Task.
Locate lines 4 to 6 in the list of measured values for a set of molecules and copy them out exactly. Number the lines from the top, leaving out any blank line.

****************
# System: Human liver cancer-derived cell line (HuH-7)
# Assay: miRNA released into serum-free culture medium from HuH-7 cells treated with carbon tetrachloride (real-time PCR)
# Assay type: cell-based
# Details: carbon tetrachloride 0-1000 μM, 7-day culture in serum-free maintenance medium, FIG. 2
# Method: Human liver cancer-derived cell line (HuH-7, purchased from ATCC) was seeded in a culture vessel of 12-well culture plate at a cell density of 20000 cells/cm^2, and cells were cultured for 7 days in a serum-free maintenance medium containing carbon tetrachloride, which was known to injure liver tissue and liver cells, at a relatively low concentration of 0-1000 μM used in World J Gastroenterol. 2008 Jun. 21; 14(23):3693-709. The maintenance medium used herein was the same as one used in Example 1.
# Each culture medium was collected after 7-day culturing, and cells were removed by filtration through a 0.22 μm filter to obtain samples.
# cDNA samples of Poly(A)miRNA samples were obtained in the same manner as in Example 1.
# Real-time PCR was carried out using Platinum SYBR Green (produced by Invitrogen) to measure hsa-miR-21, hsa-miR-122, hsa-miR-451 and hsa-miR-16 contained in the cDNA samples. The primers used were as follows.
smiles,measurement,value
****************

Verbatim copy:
# Details: carbon tetrachloride 0-1000 μM, 7-day culture in serum-free maintenance medium, FIG. 2
# Method: Human liver cancer-derived cell line (HuH-7, purchased from ATCC) was seeded in a culture vessel of 12-well culture plate at a cell density of 20000 cells/cm^2, and cells were cultured for 7 days in a serum-free maintenance medium containing carbon tetrachloride, which was known to injure liver tissue and liver cells, at a relatively low concentration of 0-1000 μM used in World J Gastroenterol. 2008 Jun. 21; 14(23):3693-709. The maintenance medium used herein was the same as one used in Example 1.
# Each culture medium was collected after 7-day culturing, and cells were removed by filtration through a 0.22 μm filter to obtain samples.